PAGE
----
After a tornado ripped through the area on Memorial Day in 1995, many of the structures sustained heavy damage. Since then, proposals to redevelop the property, including a proposal for a hotel and convention center more than 10 years ago, had been unsuccessful before the Elsbachs acquired it.

In 2014 volunteers worked to clean up the grandstand and track. Photo: David Scribner

In addition to improvements to the track surface, grandstand and other facilities, SSD officials said they’re considering expanding the racing surface.

Local historian Gary Leveille, who is the archivist for the Great Barrington Historical Society, told the Edge the track is an important part of the town’s history. It’s located only a few hundred feet from the historical society’s headquarters at the Wheeler House. Leveille also shared a personal anecdote about sneaking into a race almost 45 years ago: 

“During Fair Week in September of 1973, I was in college and didn’t have much money. My buddy Rich Fitzgerald and I wanted to go to the Barrington Fair, but didn’t want to spend our limited funds on tickets to get in. They weren’t cheap.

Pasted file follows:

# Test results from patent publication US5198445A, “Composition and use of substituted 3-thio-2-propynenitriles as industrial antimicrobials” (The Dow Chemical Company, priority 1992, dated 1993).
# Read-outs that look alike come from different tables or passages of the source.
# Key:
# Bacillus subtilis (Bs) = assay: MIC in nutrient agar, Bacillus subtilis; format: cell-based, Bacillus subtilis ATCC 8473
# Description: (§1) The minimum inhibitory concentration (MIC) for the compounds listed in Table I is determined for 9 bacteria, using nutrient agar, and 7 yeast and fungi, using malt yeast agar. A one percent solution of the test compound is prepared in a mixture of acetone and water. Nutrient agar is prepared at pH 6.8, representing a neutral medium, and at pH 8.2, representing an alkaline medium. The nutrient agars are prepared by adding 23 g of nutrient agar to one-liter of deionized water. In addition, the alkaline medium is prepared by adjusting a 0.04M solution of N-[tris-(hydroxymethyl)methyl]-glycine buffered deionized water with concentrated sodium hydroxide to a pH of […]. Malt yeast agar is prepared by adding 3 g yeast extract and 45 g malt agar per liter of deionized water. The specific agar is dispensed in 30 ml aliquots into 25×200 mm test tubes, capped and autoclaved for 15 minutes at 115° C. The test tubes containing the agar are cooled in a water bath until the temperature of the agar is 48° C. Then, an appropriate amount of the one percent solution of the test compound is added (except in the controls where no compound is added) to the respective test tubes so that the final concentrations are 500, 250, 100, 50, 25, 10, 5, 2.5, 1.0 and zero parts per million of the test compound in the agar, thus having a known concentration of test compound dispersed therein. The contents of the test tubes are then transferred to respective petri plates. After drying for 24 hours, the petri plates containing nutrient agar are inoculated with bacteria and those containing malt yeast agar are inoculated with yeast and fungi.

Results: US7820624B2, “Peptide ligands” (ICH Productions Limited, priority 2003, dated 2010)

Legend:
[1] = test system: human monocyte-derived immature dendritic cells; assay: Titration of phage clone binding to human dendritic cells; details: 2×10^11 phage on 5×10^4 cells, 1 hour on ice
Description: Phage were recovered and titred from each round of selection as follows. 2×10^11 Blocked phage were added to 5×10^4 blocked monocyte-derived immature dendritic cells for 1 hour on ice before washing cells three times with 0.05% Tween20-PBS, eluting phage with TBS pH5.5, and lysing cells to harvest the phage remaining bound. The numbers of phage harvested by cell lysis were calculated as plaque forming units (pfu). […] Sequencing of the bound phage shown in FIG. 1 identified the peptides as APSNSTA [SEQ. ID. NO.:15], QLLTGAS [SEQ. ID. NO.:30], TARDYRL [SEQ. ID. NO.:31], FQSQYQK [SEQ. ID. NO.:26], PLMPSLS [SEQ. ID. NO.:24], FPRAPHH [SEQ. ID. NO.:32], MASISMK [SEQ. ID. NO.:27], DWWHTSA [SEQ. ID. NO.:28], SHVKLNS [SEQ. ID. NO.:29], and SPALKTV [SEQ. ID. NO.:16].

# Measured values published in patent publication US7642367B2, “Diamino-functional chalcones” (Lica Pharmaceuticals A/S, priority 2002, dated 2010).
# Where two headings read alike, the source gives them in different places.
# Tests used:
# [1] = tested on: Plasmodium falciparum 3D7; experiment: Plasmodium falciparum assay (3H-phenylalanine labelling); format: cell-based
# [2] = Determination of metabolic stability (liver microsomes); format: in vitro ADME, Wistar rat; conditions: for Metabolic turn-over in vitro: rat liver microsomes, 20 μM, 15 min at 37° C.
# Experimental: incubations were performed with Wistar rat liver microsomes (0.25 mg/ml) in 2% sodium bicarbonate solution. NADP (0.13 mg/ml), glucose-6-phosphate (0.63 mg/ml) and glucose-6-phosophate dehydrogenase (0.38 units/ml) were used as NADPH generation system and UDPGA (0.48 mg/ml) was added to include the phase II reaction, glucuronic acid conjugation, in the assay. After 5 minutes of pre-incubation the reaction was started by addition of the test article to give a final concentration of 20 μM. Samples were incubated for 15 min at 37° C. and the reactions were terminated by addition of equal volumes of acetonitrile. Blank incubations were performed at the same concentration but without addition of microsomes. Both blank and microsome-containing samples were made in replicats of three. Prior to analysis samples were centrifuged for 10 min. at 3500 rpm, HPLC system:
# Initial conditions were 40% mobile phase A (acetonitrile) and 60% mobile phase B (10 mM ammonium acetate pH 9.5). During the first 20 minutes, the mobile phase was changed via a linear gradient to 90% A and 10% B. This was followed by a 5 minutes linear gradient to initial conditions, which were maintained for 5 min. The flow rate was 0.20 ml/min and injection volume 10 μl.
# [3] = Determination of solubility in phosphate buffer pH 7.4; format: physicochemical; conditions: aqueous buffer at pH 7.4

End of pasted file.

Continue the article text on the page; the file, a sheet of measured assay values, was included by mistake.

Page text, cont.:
“So, we borrowed cowboy hats from someone, walked toward the back of the fair where the horses were stabled. We starting talking about Secretariat, the thoroughbred racehorse that won the triple crown that year, and just pretended that we were part of the racing crowd. It worked. Nobody questioned us, and we got in for free.”

The view from the grandstand during a fairgrounds race in the 1960s. Courtesy BerkshireArchive.com

Reaction from the town has been positive, though it’s not clear what kind of regulatory hurdles SSD will have to clear to get the project green-lighted. In a statement, Selectboard Chairman Steve Bannon would only say that, “It is too early in the process to know what permits may be necessary.”  

But he quickly added that, “While the Town of Great Barrington has not been briefed on the proposal, we look forward to the development team attending a future Selectboard meeting to present their plan, share details about the proposed project and hear from our community.” 

“The Fairgrounds is an important part of Great Barrington’s history, as it is the site of one of the original agricultural fairs in New England in 1848,” Bannon continued.  “It has past history of use as a vibrant site for agriculture fairs, concerts, racing and other community events.”

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28 Comments   Add Comment

  1. Shawn says:

    I see pros and cons here.
    Is it ethical to make horses race? I say no.

    1. Hinda Bodinger says: